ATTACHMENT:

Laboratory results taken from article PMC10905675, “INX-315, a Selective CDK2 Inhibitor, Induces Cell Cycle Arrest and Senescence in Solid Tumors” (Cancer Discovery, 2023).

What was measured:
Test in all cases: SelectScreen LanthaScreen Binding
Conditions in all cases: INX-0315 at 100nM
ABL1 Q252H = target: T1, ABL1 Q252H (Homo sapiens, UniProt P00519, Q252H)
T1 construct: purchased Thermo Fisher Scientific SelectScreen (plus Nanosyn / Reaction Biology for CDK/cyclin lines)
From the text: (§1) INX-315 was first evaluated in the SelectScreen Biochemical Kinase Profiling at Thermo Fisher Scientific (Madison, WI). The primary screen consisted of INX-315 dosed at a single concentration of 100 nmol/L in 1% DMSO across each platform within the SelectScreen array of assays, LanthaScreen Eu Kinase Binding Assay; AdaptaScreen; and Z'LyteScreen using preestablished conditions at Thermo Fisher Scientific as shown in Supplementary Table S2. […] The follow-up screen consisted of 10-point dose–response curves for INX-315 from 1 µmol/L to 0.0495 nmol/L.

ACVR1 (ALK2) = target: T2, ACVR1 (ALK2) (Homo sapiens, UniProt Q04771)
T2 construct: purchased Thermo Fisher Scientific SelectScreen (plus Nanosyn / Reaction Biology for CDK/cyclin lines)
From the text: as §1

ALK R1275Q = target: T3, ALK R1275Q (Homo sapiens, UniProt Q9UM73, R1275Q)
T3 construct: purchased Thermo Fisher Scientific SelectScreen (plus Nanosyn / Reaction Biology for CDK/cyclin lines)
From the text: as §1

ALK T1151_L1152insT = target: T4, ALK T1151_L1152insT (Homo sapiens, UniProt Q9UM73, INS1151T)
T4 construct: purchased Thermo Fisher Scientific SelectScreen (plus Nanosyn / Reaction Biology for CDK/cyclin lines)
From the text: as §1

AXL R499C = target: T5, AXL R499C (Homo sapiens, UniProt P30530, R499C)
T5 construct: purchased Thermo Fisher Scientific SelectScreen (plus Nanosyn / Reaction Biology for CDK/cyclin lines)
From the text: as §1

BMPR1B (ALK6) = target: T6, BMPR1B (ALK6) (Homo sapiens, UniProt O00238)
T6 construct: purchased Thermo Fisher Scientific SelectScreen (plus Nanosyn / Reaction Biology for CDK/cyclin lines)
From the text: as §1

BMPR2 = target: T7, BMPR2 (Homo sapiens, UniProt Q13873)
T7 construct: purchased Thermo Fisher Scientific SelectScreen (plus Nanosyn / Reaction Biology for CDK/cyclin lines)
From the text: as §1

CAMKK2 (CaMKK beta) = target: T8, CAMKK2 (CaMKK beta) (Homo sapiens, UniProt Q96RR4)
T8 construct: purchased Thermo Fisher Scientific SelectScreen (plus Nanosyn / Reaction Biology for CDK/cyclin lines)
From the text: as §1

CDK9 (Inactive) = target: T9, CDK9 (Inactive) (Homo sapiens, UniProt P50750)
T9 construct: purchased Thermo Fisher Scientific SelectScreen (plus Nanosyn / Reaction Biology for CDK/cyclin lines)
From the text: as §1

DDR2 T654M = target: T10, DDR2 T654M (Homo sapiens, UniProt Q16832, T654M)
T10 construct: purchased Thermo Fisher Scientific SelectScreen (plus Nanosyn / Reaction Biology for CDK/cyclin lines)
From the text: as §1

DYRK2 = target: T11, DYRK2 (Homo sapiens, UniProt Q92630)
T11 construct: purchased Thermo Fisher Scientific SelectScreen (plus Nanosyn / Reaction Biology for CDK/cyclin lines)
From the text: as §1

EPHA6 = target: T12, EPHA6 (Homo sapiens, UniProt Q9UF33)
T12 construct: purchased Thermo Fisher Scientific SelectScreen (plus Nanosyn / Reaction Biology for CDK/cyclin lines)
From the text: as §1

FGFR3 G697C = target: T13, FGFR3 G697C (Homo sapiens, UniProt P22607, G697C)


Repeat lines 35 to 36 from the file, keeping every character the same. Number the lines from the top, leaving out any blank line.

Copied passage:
DYRK2 = target: T11, DYRK2 (Homo sapiens, UniProt Q92630)
T11 construct: purchased Thermo Fisher Scientific SelectScreen (plus Nanosyn / Reaction Biology for CDK/cyclin lines)